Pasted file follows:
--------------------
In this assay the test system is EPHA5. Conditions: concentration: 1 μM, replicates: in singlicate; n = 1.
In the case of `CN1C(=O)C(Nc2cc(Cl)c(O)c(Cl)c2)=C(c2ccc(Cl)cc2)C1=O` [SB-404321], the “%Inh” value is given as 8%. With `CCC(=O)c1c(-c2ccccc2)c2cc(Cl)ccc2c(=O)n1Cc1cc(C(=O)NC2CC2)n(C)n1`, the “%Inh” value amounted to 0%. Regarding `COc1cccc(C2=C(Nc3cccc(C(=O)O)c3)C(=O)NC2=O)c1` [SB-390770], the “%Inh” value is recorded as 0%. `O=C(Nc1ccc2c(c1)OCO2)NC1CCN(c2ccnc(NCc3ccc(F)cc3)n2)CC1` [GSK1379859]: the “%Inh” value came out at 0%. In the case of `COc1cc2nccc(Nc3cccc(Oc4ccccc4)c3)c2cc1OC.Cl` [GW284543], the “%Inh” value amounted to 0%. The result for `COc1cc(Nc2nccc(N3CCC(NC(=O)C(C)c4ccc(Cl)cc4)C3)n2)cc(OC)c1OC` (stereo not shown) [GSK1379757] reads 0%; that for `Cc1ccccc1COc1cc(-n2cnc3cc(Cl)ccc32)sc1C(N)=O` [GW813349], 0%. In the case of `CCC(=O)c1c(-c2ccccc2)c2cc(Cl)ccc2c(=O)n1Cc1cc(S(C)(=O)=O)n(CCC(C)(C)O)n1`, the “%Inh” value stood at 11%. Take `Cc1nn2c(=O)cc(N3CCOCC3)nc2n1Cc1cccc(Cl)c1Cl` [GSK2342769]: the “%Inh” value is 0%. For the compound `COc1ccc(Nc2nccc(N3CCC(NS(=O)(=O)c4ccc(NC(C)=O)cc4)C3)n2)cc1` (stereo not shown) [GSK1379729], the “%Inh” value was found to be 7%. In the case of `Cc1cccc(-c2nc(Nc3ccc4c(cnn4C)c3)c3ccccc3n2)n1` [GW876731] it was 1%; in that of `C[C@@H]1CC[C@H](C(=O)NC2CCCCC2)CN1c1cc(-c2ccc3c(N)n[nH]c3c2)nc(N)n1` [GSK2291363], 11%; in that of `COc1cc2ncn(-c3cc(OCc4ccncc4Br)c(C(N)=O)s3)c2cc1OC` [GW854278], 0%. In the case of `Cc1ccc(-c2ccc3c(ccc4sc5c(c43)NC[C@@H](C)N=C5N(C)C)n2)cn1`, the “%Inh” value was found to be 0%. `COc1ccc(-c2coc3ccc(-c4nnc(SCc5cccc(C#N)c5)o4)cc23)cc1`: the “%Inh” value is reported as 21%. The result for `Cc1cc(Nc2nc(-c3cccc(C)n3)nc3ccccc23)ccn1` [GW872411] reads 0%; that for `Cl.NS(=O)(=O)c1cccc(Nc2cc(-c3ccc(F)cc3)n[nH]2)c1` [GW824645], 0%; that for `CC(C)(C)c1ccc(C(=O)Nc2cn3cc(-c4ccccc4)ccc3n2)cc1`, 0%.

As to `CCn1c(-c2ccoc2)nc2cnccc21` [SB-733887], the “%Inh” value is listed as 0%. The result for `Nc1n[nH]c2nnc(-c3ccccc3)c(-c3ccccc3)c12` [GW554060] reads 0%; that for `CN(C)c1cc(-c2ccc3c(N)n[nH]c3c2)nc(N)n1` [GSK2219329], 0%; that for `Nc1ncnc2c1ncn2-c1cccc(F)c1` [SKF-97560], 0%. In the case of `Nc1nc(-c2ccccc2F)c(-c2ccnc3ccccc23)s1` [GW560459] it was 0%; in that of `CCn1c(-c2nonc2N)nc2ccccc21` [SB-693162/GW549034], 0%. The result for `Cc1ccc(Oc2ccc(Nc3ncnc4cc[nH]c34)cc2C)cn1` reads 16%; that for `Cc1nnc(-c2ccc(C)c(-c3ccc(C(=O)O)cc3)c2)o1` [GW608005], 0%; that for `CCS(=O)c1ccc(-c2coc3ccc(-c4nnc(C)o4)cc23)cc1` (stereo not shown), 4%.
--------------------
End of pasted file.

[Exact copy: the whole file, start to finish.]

In this assay the test system is EPHA5. Conditions: concentration: 1 μM, replicates: in singlicate; n = 1.
In the case of `CN1C(=O)C(Nc2cc(Cl)c(O)c(Cl)c2)=C(c2ccc(Cl)cc2)C1=O` [SB-404321], the “%Inh” value is given as 8%. With `CCC(=O)c1c(-c2ccccc2)c2cc(Cl)ccc2c(=O)n1Cc1cc(C(=O)NC2CC2)n(C)n1`, the “%Inh” value amounted to 0%. Regarding `COc1cccc(C2=C(Nc3cccc(C(=O)O)c3)C(=O)NC2=O)c1` [SB-390770], the “%Inh” value is recorded as 0%. `O=C(Nc1ccc2c(c1)OCO2)NC1CCN(c2ccnc(NCc3ccc(F)cc3)n2)CC1` [GSK1379859]: the “%Inh” value came out at 0%. In the case of `COc1cc2nccc(Nc3cccc(Oc4ccccc4)c3)c2cc1OC.Cl` [GW284543], the “%Inh” value amounted to 0%. The result for `COc1cc(Nc2nccc(N3CCC(NC(=O)C(C)c4ccc(Cl)cc4)C3)n2)cc(OC)c1OC` (stereo not shown) [GSK1379757] reads 0%; that for `Cc1ccccc1COc1cc(-n2cnc3cc(Cl)ccc32)sc1C(N)=O` [GW813349], 0%. In the case of `CCC(=O)c1c(-c2ccccc2)c2cc(Cl)ccc2c(=O)n1Cc1cc(S(C)(=O)=O)n(CCC(C)(C)O)n1`, the “%Inh” value stood at 11%. Take `Cc1nn2c(=O)cc(N3CCOCC3)nc2n1Cc1cccc(Cl)c1Cl` [GSK2342769]: the “%Inh” value is 0%. For the compound `COc1ccc(Nc2nccc(N3CCC(NS(=O)(=O)c4ccc(NC(C)=O)cc4)C3)n2)cc1` (stereo not shown) [GSK1379729], the “%Inh” value was found to be 7%. In the case of `Cc1cccc(-c2nc(Nc3ccc4c(cnn4C)c3)c3ccccc3n2)n1` [GW876731] it was 1%; in that of `C[C@@H]1CC[C@H](C(=O)NC2CCCCC2)CN1c1cc(-c2ccc3c(N)n[nH]c3c2)nc(N)n1` [GSK2291363], 11%; in that of `COc1cc2ncn(-c3cc(OCc4ccncc4Br)c(C(N)=O)s3)c2cc1OC` [GW854278], 0%. In the case of `Cc1ccc(-c2ccc3c(ccc4sc5c(c43)NC[C@@H](C)N=C5N(C)C)n2)cn1`, the “%Inh” value was found to be 0%. `COc1ccc(-c2coc3ccc(-c4nnc(SCc5cccc(C#N)c5)o4)cc23)cc1`: the “%Inh” value is reported as 21%. The result for `Cc1cc(Nc2nc(-c3cccc(C)n3)nc3ccccc23)ccn1` [GW872411] reads 0%; that for `Cl.NS(=O)(=O)c1cccc(Nc2cc(-c3ccc(F)cc3)n[nH]2)c1` [GW824645], 0%; that for `CC(C)(C)c1ccc(C(=O)Nc2cn3cc(-c4ccccc4)ccc3n2)cc1`, 0%.

As to `CCn1c(-c2ccoc2)nc2cnccc21` [SB-733887], the “%Inh” value is listed as 0%. The result for `Nc1n[nH]c2nnc(-c3ccccc3)c(-c3ccccc3)c12` [GW554060] reads 0%; that for `CN(C)c1cc(-c2ccc3c(N)n[nH]c3c2)nc(N)n1` [GSK2219329], 0%; that for `Nc1ncnc2c1ncn2-c1cccc(F)c1` [SKF-97560], 0%. In the case of `Nc1nc(-c2ccccc2F)c(-c2ccnc3ccccc23)s1` [GW560459] it was 0%; in that of `CCn1c(-c2nonc2N)nc2ccccc21` [SB-693162/GW549034], 0%. The result for `Cc1ccc(Oc2ccc(Nc3ncnc4cc[nH]c34)cc2C)cn1` reads 16%; that for `Cc1nnc(-c2ccc(C)c(-c3ccc(C(=O)O)cc3)c2)o1` [GW608005], 0%; that for `CCS(=O)c1ccc(-c2coc3ccc(-c4nnc(C)o4)cc23)cc1` (stereo not shown), 4%.